The Condition of the Army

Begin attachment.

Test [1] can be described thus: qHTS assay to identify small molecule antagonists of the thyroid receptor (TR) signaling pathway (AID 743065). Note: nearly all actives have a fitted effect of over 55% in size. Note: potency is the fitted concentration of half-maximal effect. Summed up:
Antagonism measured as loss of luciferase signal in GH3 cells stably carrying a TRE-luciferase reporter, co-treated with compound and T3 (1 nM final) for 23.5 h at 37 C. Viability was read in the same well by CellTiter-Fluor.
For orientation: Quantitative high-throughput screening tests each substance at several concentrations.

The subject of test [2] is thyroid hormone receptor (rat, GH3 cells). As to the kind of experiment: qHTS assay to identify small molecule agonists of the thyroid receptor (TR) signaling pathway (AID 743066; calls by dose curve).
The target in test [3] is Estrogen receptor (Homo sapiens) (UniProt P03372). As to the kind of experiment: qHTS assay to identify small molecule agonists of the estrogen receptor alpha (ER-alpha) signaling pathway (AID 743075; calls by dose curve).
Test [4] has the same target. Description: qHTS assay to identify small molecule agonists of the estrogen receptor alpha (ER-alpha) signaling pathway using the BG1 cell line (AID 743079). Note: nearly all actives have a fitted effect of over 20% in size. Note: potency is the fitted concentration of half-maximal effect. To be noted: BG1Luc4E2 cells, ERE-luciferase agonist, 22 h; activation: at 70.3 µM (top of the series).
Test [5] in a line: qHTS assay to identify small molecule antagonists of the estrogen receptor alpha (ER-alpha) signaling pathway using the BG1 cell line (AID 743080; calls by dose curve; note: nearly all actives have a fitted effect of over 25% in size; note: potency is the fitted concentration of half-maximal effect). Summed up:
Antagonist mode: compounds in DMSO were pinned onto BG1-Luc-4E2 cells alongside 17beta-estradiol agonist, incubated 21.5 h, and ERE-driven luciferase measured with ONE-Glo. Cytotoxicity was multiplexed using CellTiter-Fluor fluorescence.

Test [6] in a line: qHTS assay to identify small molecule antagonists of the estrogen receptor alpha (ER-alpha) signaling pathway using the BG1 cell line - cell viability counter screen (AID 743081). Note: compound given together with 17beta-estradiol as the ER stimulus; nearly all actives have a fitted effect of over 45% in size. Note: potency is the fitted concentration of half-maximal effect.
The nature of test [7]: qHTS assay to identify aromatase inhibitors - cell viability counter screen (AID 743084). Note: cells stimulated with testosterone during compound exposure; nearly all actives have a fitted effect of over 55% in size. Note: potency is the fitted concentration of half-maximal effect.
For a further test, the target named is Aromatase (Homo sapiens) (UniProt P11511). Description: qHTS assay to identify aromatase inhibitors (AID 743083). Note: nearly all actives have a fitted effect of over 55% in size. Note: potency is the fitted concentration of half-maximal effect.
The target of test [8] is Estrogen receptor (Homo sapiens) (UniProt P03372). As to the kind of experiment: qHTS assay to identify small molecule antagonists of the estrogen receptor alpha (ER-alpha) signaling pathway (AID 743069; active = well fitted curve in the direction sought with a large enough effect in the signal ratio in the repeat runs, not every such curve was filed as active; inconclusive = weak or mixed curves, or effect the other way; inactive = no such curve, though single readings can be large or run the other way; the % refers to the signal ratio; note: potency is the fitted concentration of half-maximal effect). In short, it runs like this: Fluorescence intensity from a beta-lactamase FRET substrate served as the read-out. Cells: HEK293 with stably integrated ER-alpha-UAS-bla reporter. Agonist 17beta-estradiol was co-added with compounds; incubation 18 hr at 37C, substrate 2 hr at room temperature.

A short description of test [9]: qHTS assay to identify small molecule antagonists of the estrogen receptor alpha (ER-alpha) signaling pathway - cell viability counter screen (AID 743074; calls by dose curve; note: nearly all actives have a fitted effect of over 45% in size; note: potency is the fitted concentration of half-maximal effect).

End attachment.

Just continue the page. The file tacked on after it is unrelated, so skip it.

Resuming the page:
Since the Army has not yet been heavily engaged in fight- ing, Mr. Oliver Stanley was not expected to give in his speech on the Estimates any such stirring account of achievements as Mr. Churchill and Sir Kingsley Wood did in speaking of the Naval and Air Services. No doubt the House was disappointed that he had so little to say, even in a general way, about the great strategic and tactical problems which confront a Command having behind it enormous forces already trained and equipped, or in process of training and equipment. But the administrative questions which he dis- cussed, if less exciting, are of great importance, and they are questions on which Members of the House are capable of forming their own opinions and offering advice. In regard to the provision of good cooking for the troops and of medical care he showed that most of the difficulties have arisen from rapid expansion, and were being dealt with. He discussed also the machinery for the development of Army education under a central and regional committees, spoke sympathetically of the welfare scheme which, with voluntary help, has had considerable success since it was first adopted, and announced welcome concessions in regard to allowances for soldiers' dependants. There has been comment in this journal and elsewhere on the extreme youth of the troops recruited since the introduction of Conscription. This is not altogether offset by the higher average age of the Regular and Territorial Armies, which will be first engaged, for their place in the front line may subsequently to a great extent have to be taken by the men now in training. In the second stage of the war the army will be very young. But Mr. Stanley said that as many as 200,000 volunteers of all ages had been enlisted since the war began. It is relevant to ask what proportion of these have been engaged as specialists.